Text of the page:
The medical entrance exam — National Eligibility cum Entrance Test (NEET) has been facing criticism from several aspirants for creating unnecessary pressure on the studnets. Now, voicing his concerns over NEET PG, physician Dr SP Kalantri has said that the exam is destroying the ‘joy’ of learning and teaching in MBBS.
Dr Kalantri, who is the professor of medicine at Mahatma Gandhi Institute of Medical Sciences (MGIMS), Sevagram, Maharashtra, added that the pressure of NEET PG has emptied classrooms and MBBS students feel that learning medicine while attending patients will not get them a postgraduate set. The process of training and learning for medical students has been deeply affected by NEET.
“How did NEET affect the training of medical students in India? It has decimated the joy of learning and teaching. Classrooms are empty, wards are deserted, and students feel that learning medicine at the patient’s bedside won’t help them get the postgraduate seat,” he wrote. (sic)
Earlier, in July this year, the report of the AK Ranjan committee set up by the Tamil Nadu government had also raised concerns over the impact of NEET on medical students. The committee in its findings highlighted that candidates who had secured admission based on their performance on class 12 had formed better in MBBS courses than those who secured seats through NEET. The committee analysed the performance of students during the MBBS course pre- NEET and post NEET. Tamil Nadu has been demanding the abolishment of the medical entrance and passed a bill in the Legislative Assembly seeking cancellation of NEET.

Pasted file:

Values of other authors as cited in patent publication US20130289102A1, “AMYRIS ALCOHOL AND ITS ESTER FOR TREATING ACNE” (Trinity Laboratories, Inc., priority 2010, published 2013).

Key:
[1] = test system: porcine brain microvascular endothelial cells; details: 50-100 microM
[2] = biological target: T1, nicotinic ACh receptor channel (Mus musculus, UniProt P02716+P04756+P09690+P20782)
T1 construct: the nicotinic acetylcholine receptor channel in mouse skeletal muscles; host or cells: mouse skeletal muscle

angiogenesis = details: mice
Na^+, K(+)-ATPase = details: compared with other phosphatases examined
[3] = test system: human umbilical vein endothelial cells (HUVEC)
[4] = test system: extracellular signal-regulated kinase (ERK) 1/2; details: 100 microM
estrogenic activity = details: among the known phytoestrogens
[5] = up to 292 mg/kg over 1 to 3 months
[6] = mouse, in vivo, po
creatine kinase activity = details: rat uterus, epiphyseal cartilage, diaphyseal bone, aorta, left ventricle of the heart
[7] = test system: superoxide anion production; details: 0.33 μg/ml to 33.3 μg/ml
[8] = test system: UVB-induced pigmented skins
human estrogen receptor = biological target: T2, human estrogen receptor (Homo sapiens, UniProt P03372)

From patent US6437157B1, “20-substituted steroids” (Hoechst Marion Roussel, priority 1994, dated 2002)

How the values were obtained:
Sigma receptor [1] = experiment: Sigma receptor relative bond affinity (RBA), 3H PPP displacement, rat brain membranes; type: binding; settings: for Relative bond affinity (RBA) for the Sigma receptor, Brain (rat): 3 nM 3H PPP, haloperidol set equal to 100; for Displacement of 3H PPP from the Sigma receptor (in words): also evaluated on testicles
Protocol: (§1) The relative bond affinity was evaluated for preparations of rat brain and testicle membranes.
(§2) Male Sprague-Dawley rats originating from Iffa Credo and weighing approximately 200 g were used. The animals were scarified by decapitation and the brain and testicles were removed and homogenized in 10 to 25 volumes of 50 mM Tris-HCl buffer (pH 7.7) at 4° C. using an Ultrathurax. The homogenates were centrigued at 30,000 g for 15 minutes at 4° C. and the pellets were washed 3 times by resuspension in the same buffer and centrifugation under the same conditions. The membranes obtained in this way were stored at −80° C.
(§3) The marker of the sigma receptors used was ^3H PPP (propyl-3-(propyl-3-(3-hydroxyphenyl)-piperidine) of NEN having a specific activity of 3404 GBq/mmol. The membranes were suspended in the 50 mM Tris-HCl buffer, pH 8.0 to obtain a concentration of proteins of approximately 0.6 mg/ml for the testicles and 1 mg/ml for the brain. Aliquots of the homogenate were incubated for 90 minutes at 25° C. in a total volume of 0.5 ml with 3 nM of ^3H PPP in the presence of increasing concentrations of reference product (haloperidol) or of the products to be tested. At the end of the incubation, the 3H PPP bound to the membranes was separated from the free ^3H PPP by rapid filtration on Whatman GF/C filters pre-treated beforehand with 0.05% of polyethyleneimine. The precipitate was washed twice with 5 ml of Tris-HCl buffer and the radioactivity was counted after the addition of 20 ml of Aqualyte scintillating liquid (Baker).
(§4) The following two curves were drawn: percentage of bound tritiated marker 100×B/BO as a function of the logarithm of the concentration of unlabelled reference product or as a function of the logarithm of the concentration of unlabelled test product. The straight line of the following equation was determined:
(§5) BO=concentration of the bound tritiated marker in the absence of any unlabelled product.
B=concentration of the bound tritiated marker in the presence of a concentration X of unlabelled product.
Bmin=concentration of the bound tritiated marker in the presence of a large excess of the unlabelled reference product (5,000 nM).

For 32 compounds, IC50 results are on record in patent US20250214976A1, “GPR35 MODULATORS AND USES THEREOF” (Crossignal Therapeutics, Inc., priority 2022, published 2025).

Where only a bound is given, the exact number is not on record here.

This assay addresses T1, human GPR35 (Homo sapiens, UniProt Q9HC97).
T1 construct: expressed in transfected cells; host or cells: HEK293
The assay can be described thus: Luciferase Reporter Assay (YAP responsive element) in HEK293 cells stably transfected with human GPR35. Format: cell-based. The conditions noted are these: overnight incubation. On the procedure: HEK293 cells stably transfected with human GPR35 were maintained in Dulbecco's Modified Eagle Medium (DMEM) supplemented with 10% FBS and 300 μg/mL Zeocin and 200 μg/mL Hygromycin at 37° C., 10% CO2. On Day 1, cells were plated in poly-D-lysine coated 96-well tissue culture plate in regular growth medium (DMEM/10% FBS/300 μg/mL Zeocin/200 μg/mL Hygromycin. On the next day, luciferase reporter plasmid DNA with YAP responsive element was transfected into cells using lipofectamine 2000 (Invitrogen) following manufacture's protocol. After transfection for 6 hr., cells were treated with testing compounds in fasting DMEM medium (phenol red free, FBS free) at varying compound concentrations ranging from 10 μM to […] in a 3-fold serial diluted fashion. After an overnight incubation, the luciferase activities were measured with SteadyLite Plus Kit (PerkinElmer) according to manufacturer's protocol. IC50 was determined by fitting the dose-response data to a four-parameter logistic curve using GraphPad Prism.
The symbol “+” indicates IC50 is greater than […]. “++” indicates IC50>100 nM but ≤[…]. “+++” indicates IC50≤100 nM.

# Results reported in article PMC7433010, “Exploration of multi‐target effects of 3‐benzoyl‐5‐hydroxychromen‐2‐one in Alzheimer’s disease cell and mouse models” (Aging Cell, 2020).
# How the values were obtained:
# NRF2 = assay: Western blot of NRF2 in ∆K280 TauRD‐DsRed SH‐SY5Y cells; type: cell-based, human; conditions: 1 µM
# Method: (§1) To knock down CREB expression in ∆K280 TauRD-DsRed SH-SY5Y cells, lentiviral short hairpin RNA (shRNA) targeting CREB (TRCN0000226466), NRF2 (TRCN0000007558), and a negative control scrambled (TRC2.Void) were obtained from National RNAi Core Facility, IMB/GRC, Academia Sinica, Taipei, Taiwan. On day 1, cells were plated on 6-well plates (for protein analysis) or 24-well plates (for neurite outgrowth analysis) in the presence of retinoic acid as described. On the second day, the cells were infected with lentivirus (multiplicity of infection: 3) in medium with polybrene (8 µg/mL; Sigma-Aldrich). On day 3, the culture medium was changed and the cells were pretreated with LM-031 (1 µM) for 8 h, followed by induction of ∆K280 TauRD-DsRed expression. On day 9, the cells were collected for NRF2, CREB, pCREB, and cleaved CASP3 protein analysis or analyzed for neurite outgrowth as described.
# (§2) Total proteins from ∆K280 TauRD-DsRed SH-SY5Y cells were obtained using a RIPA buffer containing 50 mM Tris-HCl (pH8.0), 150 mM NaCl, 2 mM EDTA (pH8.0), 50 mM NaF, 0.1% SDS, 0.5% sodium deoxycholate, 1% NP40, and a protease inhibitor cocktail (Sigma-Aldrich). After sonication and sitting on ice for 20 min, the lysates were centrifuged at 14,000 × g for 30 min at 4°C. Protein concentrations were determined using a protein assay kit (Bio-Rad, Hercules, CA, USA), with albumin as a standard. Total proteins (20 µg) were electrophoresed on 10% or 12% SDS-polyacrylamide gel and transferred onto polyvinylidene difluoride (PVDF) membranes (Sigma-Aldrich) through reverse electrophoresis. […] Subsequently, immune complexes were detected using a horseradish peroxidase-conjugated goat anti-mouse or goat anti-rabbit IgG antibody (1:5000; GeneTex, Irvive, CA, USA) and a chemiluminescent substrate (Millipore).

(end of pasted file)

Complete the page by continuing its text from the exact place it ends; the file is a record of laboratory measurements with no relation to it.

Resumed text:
Explaining the reason behind these findings, Dr Jawar Nesan, a member of this committee said that schools give an opportunity to develop critical thinking and logical reasoning. However, aspirants don’t get that environment in coaching centres. So from the second year, when students have to apply their critical thinking and mind in the learning process, the student with the coaching centre background starts lagging behind. Dr Nesan also called NEET dangerous for the public health system.